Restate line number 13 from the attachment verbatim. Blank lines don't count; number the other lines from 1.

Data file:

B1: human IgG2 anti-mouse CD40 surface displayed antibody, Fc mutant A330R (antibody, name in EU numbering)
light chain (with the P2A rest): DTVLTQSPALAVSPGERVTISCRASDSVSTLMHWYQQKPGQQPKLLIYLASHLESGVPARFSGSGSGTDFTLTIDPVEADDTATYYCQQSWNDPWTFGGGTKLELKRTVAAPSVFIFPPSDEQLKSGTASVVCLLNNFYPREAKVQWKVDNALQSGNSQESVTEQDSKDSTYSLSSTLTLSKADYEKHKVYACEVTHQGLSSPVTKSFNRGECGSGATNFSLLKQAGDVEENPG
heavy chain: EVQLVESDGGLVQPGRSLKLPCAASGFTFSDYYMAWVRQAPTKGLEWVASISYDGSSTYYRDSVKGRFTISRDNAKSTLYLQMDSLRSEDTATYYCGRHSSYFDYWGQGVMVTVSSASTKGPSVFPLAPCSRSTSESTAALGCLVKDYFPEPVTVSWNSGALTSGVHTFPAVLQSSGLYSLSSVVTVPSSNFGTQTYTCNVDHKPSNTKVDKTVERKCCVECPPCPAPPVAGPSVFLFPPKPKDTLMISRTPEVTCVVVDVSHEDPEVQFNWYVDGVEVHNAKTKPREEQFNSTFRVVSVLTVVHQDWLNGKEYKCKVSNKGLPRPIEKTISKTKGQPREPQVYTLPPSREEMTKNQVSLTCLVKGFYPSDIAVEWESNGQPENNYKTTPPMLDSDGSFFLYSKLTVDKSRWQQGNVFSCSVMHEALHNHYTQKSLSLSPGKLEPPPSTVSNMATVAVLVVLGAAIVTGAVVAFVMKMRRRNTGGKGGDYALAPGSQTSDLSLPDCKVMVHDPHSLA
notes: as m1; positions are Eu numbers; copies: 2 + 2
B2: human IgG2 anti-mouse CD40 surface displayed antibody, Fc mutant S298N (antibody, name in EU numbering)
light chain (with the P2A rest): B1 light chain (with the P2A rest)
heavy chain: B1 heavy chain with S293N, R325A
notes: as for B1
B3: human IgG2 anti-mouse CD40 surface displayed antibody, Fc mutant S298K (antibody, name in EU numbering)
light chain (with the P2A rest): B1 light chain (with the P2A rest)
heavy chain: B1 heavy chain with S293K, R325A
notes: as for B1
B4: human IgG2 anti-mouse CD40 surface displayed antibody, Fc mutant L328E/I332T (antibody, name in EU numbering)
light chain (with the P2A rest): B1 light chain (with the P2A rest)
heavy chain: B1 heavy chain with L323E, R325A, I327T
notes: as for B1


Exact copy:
B4: human IgG2 anti-mouse CD40 surface displayed antibody, Fc mutant L328E/I332T (antibody, name in EU numbering)